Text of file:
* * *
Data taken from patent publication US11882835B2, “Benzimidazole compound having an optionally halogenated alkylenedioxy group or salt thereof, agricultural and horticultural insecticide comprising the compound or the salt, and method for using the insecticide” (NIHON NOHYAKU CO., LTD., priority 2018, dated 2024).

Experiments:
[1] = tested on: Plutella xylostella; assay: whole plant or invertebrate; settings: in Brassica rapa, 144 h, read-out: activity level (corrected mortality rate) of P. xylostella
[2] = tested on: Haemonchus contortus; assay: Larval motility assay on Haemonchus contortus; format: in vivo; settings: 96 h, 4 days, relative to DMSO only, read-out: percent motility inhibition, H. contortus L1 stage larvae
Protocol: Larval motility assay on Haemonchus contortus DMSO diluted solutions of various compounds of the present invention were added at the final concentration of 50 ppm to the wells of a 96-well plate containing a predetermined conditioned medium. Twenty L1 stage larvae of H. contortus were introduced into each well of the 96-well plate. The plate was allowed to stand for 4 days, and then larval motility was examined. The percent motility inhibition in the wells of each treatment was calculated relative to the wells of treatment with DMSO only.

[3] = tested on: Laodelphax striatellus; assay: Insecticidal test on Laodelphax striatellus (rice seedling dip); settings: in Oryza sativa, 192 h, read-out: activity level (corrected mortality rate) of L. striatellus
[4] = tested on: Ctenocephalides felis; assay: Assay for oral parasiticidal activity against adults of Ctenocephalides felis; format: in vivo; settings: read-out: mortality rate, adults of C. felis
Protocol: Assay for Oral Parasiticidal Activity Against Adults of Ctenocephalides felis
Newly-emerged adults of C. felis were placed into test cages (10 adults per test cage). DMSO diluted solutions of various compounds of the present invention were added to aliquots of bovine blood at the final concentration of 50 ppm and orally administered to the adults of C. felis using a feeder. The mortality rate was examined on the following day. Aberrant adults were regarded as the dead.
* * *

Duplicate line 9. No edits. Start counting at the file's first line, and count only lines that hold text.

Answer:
Newly-emerged adults of C. felis were placed into test cages (10 adults per test cage). DMSO diluted solutions of various compounds of the present invention were added to aliquots of bovine blood at the final concentration of 50 ppm and orally administered to the adults of C. felis using a feeder. The mortality rate was examined on the following day. Aberrant adults were regarded as the dead.